San Pedro is a Romanesque-style church in the Mestas de Con neighborhood of Cangas de Onís. It was built in the 13th century and restored in 15th and 16th centuries. The frescoes date from the 18th century.


Your name


Founded: 13th century
Category: Religious sites in Spain

More Information


3.5/5 (based on Google user reviews)

User Reviews

Marcelino (3 years ago)
Surely he knew better times.
Juan Carlos Puga Ramallal (3 years ago)
Church in Mestas de Com, Cangas de Onis. It could be better preserved.
Simon Pena (4 years ago)
A poorly preserved ruin. I wish I was better to visit her.
Francisco Martinez Alejo (4 years ago)
The church of San Pedro en Con, located between Llano de Con and Mestas de Con, council of Cangas de Onís (Asturias, Spain), is a popular Romanesque church, with a single nave and square head. The head, today opened by two semi-circular arches with imposts, was attached to some missing lateral compartments. The roof is made of wood in the nave and the groin vault in the apse. As notable decorative elements, the Romanesque façades of the western and southern facades and the triumphal arch on attached columns are preserved. The entire area of ​​the fence is decorated with wall paintings from the 18th century, constituting one of the few examples of popular architecture with pictorial decoration from before the 19th century.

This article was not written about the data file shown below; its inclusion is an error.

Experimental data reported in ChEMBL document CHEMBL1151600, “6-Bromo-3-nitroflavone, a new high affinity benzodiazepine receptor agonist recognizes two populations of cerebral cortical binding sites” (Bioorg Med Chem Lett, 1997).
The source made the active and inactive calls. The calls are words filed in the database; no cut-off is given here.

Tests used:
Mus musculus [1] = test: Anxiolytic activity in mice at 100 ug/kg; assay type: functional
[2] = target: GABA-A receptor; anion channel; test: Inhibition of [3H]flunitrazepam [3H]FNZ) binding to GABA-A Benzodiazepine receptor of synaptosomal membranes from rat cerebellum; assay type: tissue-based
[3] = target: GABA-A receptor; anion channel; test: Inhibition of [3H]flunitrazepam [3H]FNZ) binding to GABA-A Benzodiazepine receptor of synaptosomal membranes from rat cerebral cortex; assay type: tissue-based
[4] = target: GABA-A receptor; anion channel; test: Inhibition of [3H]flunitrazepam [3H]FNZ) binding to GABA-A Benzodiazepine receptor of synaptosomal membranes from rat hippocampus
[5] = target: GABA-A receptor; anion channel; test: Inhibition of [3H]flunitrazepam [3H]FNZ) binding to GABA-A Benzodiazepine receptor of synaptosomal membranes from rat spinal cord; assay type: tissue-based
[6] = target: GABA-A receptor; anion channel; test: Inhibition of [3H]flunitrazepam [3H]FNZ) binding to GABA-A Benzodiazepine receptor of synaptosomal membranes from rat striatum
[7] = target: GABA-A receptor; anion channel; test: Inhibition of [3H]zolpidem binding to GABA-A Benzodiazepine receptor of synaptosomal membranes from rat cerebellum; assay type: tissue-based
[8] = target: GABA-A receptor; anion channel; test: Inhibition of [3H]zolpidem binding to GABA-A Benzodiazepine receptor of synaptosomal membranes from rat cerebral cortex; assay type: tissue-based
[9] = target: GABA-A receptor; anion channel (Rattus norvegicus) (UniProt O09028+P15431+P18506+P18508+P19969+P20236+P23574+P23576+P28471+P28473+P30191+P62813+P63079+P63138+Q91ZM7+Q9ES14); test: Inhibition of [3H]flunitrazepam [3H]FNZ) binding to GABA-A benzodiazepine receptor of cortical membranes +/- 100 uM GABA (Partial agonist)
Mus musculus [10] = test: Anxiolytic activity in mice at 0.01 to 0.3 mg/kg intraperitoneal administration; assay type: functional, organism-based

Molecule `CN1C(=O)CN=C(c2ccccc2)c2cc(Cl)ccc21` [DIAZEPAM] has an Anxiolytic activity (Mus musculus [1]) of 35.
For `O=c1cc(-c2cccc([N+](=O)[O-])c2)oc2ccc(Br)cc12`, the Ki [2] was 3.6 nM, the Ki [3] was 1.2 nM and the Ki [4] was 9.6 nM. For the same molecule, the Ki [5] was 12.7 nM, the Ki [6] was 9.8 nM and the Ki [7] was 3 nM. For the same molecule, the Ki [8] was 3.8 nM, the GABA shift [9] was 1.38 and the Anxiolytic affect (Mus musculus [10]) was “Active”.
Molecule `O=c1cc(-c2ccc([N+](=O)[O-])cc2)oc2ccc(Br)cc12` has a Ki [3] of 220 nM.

Powered by Google

Featured Historic Landmarks, Sites & Buildings

Historic Site of the week

Petersberg Citadel

The Petersberg Citadel is one of the largest extant early-modern citadels in Europe and covers the whole north-western part of the Erfurt city centre. It was built after 1665 on Petersberg hill and was in military use until 1963. It dates from a time when Erfurt was ruled by the Electors of Mainz and is a unique example of the European style of fortress construction. Beneath the citadel is an underground maze of passageways that can be visited on guided tours organised by Erfurt Tourist Office.

The citadel was originally built on the site of a medieval Benedictine Monastery and the earliest parts of the complex date from the 12th century. Erfurt has also been ruled by Sweden, Prussia, Napoleon, the German Empire, the Nazis, and post-World War II Soviet occupying forces, and it was part of the German Democratic Republic (East Germany). All of these regimes used Petersberg Citadel and had an influence on its development. The baroque fortress was in military use until 1963. Since German reunification in 1990, the citadel has undergone significant restoration and it is now open to the public as a historic site.